Stateside, Wall Street stocks traded in the red on the country's first trading day of the week, as tension between North Korea and the West sent jitters down Wall Street. The Dow Jones industrial average dropped as much as 170 points before paring some losses by Europe's close.
ECB on the horizonOn the macroeconomic front, a survey released Tuesday showed that euro zone business activity remained robust in August. This was the latest evidence that appeared to show the bloc's recovery is sustaining its upbeat momentum.
Investors were also looking ahead to a meeting of the European Central Bank on Thursday, where policymakers are poised to decide whether to take action over interest rates as well as its asset purchase program.
Markets tumble as Dow closes more than 200 points lower
The Dow Jones industrial average recorded its biggest one-day drop since Aug. 17, falling 234.2 points to close at 21,753.31, with United Technologies and Goldman Sachs contributing the most to the losses. United Technologies' stock dropped after announcing a $30 billion mega-deal to buy Rockwell Collins. Boeing was also a large contributor of losses.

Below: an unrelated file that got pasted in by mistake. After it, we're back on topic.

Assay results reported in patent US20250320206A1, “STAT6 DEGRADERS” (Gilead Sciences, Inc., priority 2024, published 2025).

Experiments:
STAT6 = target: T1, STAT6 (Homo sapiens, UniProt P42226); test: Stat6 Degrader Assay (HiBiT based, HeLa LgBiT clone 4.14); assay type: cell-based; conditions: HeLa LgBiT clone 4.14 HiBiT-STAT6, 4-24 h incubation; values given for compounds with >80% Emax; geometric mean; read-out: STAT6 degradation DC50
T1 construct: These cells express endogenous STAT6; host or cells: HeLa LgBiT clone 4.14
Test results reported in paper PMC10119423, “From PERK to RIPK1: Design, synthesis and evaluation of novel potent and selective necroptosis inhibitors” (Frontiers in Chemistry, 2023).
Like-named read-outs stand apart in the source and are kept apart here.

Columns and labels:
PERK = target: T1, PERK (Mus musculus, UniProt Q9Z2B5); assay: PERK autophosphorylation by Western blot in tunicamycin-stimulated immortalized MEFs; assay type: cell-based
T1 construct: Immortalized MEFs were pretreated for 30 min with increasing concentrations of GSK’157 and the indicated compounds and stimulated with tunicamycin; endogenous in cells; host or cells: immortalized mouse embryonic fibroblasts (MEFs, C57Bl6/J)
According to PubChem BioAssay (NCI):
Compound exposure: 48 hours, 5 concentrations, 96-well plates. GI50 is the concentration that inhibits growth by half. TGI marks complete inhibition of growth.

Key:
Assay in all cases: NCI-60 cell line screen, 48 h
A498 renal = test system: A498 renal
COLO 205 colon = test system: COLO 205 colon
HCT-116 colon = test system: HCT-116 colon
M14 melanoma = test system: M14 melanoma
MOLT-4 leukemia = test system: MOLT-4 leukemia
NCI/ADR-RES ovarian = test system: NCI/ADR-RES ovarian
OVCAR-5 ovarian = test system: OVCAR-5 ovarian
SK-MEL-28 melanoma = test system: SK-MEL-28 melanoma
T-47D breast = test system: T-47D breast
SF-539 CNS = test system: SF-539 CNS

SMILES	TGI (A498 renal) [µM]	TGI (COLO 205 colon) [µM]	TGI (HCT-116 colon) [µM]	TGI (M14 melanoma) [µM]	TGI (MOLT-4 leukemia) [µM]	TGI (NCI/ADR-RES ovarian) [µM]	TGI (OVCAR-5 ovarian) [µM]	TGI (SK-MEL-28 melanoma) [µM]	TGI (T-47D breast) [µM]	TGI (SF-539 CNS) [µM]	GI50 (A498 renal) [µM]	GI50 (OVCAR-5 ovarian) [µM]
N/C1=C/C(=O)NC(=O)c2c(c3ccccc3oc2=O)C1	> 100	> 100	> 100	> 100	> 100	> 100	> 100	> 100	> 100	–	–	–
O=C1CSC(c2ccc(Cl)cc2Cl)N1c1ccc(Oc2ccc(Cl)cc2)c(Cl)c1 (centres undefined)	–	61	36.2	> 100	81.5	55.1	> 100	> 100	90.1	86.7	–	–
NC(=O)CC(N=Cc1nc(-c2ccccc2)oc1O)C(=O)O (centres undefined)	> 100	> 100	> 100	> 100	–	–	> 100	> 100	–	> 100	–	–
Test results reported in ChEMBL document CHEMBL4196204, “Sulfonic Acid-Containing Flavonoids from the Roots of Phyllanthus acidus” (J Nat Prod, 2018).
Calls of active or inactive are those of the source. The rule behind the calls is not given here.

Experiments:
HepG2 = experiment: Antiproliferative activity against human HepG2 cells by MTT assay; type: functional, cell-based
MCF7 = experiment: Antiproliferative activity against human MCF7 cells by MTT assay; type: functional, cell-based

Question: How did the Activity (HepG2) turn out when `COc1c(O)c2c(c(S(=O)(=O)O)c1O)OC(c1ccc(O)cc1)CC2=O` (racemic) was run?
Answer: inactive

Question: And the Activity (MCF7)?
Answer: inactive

The S&P 500 pulled back 0.8 percent —its worst day since Aug. 17 — to 2,457.07, with financials posting their worst day since May 17. Insurers XL Group and Everest Re Group were among the biggest decliners in the index as the threat of Hurricane Irma hitting Florida increased. The S&P also snapped a six-day winning streak.
The Nasdaq composite declined 0.9 percent to close at 6,375.57 as shares of Apple, Amazon, Facebook and Alphabet all dropped.
North Korea successfully tested a hydrogen bomb that can be mounted onto an intercontinental ballistic missile. This was North Korea's sixth nuclear test since 2006 and its most powerful to date.
The U.S. stock market was closed on Monday because of the Labor Day holiday, but futures fell along with global equities. The Stoxx 600 index, which tracks a broad swath of European equities, fell 0.52 percent on Monday, while the Japanese Nikkei 225 declined 0.9 percent. On Tuesday, the Stoxx 600 index slipped 0.1 percent while the Nikkei pulled back another 0.6 percent.
South Korean stocks also fell, with the iShares MSCI South Korea Capped exchange-traded fund (EWY) sliding 2.8 percent. The ETF was also on track for its worst session since Aug. 10.